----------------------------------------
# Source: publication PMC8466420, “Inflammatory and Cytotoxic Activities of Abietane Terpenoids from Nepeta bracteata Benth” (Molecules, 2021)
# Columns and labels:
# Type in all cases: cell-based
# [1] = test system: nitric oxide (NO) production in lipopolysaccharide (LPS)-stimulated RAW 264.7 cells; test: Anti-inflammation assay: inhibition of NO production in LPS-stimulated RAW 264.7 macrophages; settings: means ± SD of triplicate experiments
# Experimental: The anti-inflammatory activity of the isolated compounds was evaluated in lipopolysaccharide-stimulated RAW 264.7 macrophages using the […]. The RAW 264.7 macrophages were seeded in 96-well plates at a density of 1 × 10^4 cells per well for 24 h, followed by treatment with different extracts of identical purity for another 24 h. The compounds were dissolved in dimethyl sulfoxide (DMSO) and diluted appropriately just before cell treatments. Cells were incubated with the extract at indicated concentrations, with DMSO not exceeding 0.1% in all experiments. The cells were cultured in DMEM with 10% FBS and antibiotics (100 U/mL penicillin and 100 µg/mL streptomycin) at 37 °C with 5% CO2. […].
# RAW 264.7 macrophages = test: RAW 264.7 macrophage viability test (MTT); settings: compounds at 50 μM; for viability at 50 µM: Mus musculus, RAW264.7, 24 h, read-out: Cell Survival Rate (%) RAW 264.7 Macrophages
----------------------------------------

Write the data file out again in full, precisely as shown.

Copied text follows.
# Source: publication PMC8466420, “Inflammatory and Cytotoxic Activities of Abietane Terpenoids from Nepeta bracteata Benth” (Molecules, 2021)
# Columns and labels:
# Type in all cases: cell-based
# [1] = test system: nitric oxide (NO) production in lipopolysaccharide (LPS)-stimulated RAW 264.7 cells; test: Anti-inflammation assay: inhibition of NO production in LPS-stimulated RAW 264.7 macrophages; settings: means ± SD of triplicate experiments
# Experimental: The anti-inflammatory activity of the isolated compounds was evaluated in lipopolysaccharide-stimulated RAW 264.7 macrophages using the […]. The RAW 264.7 macrophages were seeded in 96-well plates at a density of 1 × 10^4 cells per well for 24 h, followed by treatment with different extracts of identical purity for another 24 h. The compounds were dissolved in dimethyl sulfoxide (DMSO) and diluted appropriately just before cell treatments. Cells were incubated with the extract at indicated concentrations, with DMSO not exceeding 0.1% in all experiments. The cells were cultured in DMEM with 10% FBS and antibiotics (100 U/mL penicillin and 100 µg/mL streptomycin) at 37 °C with 5% CO2. […].
# RAW 264.7 macrophages = test: RAW 264.7 macrophage viability test (MTT); settings: compounds at 50 μM; for viability at 50 µM: Mus musculus, RAW264.7, 24 h, read-out: Cell Survival Rate (%) RAW 264.7 Macrophages